And that’s where Ginny comes in. Ginny, for all her enormous virtues, is a dog who is obsessed with STUFF. And STUFF, to Ginny, encompasses a huge amount. She spends an enormous amount of time figuring out exactly what the most comfortable and highest spot is in the house, and makes that her perch. She is fastidious about her toys and her chewies and her bed and will arrange everything for minutes on end. She hates being dirty and is very vain (and yes, this is a real thing in dogs–I am convinced of it). And affection from humans is also a big deal for her, and over the course of an evening she will move from lap to lap, depending on who she feels needs to be reminded that she is the prettiest and the most lovely. Food, for Ginny, is wholly emotional. She will not eat until another dog is in the room, because she wants to turn it into a big growly display of how she has food and the other dog doesn’t. If the other dog is given food or stops paying attention, she’ll stop eating and will not resume. I’ve seen her fast for days rather than “waste” food on eating for nutrition.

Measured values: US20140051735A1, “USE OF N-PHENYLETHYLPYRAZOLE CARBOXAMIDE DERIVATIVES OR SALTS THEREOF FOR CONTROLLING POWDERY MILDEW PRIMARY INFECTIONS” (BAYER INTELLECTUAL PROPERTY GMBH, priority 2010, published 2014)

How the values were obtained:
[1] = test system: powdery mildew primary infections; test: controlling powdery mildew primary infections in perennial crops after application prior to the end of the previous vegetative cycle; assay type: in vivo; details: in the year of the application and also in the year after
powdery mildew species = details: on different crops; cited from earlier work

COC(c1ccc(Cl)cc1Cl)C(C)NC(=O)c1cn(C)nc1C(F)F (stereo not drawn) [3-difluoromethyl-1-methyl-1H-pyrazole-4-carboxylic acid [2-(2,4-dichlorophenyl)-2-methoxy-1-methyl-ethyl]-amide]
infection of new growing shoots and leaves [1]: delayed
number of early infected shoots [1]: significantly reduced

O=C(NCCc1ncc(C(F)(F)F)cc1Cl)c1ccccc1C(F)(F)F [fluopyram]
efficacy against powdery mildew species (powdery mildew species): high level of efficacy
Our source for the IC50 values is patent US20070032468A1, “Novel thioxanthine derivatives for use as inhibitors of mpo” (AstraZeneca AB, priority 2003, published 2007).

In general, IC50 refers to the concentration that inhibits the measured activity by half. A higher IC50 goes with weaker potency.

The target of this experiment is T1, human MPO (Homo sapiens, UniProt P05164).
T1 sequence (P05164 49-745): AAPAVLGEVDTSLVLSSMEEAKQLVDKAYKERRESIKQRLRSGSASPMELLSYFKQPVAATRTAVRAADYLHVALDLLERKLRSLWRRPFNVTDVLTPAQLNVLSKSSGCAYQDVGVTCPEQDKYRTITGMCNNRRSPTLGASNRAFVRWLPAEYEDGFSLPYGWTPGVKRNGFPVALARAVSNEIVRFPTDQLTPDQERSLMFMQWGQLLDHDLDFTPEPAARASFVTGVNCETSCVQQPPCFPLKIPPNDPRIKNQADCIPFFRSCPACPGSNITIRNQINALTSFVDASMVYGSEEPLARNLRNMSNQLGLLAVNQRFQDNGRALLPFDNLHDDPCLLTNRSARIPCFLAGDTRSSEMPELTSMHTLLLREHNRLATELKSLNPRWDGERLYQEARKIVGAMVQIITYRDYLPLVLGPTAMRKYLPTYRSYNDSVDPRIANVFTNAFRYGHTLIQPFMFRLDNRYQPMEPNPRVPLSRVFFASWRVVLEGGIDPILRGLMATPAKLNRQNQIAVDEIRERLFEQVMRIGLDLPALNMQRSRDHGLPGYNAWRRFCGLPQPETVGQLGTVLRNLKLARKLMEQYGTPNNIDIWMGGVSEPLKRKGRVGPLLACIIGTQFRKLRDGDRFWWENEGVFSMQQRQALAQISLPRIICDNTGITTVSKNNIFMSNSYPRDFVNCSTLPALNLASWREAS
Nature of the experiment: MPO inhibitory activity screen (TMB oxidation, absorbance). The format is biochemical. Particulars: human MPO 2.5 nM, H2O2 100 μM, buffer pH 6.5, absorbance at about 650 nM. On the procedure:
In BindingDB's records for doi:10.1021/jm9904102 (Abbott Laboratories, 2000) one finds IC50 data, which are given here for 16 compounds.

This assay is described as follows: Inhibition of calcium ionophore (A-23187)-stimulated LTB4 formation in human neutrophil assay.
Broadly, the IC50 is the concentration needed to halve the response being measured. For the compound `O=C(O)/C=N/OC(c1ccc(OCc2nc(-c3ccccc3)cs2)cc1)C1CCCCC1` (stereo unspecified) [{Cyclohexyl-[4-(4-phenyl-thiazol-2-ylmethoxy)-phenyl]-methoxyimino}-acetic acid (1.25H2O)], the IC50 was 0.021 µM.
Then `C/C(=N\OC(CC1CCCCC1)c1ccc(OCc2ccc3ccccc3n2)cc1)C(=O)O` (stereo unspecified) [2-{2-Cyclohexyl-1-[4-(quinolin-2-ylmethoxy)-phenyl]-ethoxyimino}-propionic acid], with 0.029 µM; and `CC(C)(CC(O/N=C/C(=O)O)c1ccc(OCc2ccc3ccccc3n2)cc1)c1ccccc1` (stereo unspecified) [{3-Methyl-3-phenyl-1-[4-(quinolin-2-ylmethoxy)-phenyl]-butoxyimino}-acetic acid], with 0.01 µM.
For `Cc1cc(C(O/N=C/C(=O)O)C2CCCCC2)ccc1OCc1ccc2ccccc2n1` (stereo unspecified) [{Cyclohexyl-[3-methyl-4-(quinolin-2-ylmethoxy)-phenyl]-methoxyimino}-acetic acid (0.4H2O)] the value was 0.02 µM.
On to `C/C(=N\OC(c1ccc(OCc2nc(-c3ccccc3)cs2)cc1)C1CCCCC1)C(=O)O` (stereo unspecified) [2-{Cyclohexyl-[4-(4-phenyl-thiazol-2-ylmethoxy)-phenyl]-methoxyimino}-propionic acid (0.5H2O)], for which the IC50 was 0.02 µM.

When any of her STUFF is threatened, she turns from a flirt and a princess to a big fat jerk. Never with humans, mind you–it took me several months to get her to this point but she hasn’t so much as rolled her eyes at any person in a very long time. But with dogs she will growl and roar and jump on them and do her best to terrorize her way into owning everything.
She’s basically like Miss Piggy, if you want a cliche figure to look at. Soft and sweet and with a very high opinion of herself, but woe betide you if you try to take something from her.